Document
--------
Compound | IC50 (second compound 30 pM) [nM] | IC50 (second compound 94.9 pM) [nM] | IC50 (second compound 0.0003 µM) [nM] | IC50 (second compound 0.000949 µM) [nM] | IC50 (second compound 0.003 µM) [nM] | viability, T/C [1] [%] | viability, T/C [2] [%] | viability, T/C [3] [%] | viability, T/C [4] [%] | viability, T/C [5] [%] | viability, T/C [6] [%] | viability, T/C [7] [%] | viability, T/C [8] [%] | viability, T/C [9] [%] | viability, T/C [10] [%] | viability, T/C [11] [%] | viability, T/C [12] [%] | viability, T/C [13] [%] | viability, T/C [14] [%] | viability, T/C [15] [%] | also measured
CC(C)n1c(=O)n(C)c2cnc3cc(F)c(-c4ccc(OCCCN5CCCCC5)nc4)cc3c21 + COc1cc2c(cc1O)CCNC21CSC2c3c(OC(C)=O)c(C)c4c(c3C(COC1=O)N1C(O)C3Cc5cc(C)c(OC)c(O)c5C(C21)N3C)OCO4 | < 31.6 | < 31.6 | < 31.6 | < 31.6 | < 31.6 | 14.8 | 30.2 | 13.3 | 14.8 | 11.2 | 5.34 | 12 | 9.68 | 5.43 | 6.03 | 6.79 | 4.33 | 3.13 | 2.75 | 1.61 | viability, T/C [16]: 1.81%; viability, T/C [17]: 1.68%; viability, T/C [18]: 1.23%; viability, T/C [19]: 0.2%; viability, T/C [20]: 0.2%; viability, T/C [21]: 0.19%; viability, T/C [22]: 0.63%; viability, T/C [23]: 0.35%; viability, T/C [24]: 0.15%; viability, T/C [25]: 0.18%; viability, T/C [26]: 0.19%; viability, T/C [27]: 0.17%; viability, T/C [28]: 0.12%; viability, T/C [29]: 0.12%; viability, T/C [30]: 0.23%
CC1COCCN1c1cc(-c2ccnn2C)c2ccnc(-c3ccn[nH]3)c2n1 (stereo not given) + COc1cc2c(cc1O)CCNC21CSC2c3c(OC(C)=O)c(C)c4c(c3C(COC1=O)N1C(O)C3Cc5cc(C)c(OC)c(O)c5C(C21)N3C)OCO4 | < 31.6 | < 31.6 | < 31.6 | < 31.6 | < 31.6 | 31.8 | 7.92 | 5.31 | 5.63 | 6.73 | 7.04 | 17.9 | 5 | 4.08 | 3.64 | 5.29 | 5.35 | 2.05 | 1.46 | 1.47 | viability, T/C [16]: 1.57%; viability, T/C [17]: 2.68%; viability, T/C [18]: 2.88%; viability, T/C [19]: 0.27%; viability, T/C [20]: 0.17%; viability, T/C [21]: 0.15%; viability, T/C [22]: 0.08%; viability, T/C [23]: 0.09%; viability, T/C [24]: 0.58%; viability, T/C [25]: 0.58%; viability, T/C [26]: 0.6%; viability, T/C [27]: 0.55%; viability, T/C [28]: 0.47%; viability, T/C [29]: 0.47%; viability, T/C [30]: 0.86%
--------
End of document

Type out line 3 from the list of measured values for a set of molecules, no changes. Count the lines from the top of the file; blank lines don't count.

CC1COCCN1c1cc(-c2ccnn2C)c2ccnc(-c3ccn[nH]3)c2n1 (stereo not given) + COc1cc2c(cc1O)CCNC21CSC2c3c(OC(C)=O)c(C)c4c(c3C(COC1=O)N1C(O)C3Cc5cc(C)c(OC)c(O)c5C(C21)N3C)OCO4 | < 31.6 | < 31.6 | < 31.6 | < 31.6 | < 31.6 | 31.8 | 7.92 | 5.31 | 5.63 | 6.73 | 7.04 | 17.9 | 5 | 4.08 | 3.64 | 5.29 | 5.35 | 2.05 | 1.46 | 1.47 | viability, T/C [16]: 1.57%; viability, T/C [17]: 2.68%; viability, T/C [18]: 2.88%; viability, T/C [19]: 0.27%; viability, T/C [20]: 0.17%; viability, T/C [21]: 0.15%; viability, T/C [22]: 0.08%; viability, T/C [23]: 0.09%; viability, T/C [24]: 0.58%; viability, T/C [25]: 0.58%; viability, T/C [26]: 0.6%; viability, T/C [27]: 0.55%; viability, T/C [28]: 0.47%; viability, T/C [29]: 0.47%; viability, T/C [30]: 0.86%